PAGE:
Tent City 3
FAQ: Your Questions Answered
What is a “Tent City”?
Tent Cities have been operating since 1990, and Tent City 3 began in 2000 on private land at Seattle’s MLK Way and S. Charleston Street.
In 2002, Seattle City Attorney Tom Carr, El Centro de la Raza, and SHARE/WHEEL signed a consent decree giving the encampment an ongoing permit and set forth its operating principles. Today, TC3 provides safe shelter for up to 100 men, women, and couples.
Where does Tent City 3 usually operate?
Tent City 3 operates primarily in Seattle, but also in Burien, SeaTac, and Shoreline. Tent City 4 operates on the east side of Lake Washington.
Where was TC3 located on the Seattle Pacific campus, and for how long?
Tent City 3 was located on the East lawn near the Student Union Building. SPU hosted TC3 through March 7, 2015.
What about security and sanitation?
Tent cities have a strict code of conduct for residents. Residents must commit to a code of conduct that prohibits intoxication, drugs, and violence. Sex offenders are not allowed to stay at Tent City 3. Tent City 3 also has security workers, and the expectation is for community service to be performed by residents within and around the facility.
Community tents are used for food preparation, computers, a front entrance/desk, and meeting area.
Additionally, TC3 residents provide their own trash removal, have a shower facility and port-a-potties, and residents have access to bus tickets for work and/or appointments.
SPU’s Office of Safety and Security met with the TC3 leadership regarding safety and security. Measures were taken to provide a safe environment for TC3 and SPU. Because the Tiffany Loop location provided less privacy than the 2012 Wallace Field location allowed for TC3 residents, a privacy-screen fence was erected around the camp.
Who’s in charge?
Tent City 3 is part of Seattle Housing and Resource Effort (SHARE/WHEEL). Founded in 1990, its mission is to “eradicate homelessness, educate the community, and empower homeless people.” SHARE is a self-managed entity that helps to coordinate 15 indoor shelters and two tent cities.
While at SPU, a coordinating committee of staff, faculty, and students facilitated all university efforts. That committee met weekly with TC3 leaders to discuss all issues that arose.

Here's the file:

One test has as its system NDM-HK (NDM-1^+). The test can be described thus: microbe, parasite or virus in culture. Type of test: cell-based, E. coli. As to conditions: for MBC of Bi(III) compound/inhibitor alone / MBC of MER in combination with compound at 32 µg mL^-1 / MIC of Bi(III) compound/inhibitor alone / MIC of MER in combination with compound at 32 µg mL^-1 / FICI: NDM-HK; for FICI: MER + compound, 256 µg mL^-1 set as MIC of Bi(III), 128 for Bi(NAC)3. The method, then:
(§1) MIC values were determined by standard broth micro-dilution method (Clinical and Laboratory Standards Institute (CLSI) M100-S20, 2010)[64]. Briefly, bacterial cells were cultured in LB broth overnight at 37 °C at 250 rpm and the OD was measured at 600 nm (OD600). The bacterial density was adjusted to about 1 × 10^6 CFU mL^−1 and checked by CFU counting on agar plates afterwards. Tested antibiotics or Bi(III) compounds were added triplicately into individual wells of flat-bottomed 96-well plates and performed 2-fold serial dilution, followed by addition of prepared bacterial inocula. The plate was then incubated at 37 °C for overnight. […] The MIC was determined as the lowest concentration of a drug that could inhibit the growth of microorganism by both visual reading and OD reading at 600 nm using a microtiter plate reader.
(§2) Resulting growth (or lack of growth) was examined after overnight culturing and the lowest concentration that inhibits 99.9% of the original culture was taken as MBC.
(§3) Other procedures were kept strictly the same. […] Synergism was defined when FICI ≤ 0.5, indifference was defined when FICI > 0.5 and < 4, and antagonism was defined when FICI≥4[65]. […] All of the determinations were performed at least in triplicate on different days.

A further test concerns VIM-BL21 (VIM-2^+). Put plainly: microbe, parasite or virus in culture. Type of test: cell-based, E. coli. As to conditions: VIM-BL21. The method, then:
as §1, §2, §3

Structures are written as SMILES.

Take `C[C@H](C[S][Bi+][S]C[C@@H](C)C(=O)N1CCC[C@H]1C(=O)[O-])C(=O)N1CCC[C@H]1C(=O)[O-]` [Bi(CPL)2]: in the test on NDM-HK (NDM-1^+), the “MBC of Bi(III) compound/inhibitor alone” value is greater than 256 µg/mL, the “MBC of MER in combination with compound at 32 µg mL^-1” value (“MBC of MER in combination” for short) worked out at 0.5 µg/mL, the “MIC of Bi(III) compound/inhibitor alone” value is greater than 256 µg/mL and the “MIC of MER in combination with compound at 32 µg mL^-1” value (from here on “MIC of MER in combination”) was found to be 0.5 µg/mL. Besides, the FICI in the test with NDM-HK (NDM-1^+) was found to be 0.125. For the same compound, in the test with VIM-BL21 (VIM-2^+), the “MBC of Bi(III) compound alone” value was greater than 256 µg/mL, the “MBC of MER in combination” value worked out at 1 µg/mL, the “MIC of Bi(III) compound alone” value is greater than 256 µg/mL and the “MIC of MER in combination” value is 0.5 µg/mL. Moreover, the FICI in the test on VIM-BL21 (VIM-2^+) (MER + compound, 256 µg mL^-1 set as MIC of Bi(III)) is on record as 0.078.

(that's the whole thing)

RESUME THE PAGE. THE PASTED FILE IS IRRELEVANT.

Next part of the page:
What about empowerment? Do tent cities promote an end to homelessness?
Tent cities provide a needed but temporary resource on the way to an end to homelessness. King County is home to roughly 9,000 individuals experiencing homelessness, yet only about 6,000 emergency shelter beds exist in King County (Committee to End Homelessness, 2014. http://www.cehkc.org/DOC_reports/CEH_Annual_Report_2013.pdf). This leaves more than 3,000 people without any form of shelter each night (Seattle-King County Coalition on Homelessness, 2014. http://homelessinfo.org/resources/publications/SKCCH-A-Realistic-Look-at-the-Need.pdf).
Tent cities provide a consistent place to keep one’s belongings as well as a community-supervised safe space to live, allowing residents to focus on issues other than where they will find to sleep that night. This flexibility allows tent city residents the opportunity to search for work, attend appointments, and plan for the future (Loftus-Farren, 2011). Additionally, by providing temporary shelter for individuals capable of self-management, tent cities create space in the over-full traditional shelter system for individuals in need of supervision.
Where can I get a quick overview of the issue of homelessness in Seattle?
Visit the “Resources for Faculty” tab on this webpage for a short film in which people from the Seattle area share their experience of becoming homeless. After that, take a look at the 2014 annual report from the City of Seattle’s Committee to End Homelessness and the “The Role of Shelter in Addressing Homelessness,” from the Seattle-King County Coalition on Homelessness.
Quick Facts About TC3
- Security is 24/7 at TC3
- Quiet hours: 9 p.m.–8 a.m.
- Self-managed community
Strict rules — sobriety, no violence, no drugs
- Eligibility is based on government-issued photo ID
- 100 residents maximum
- Single men and women; couples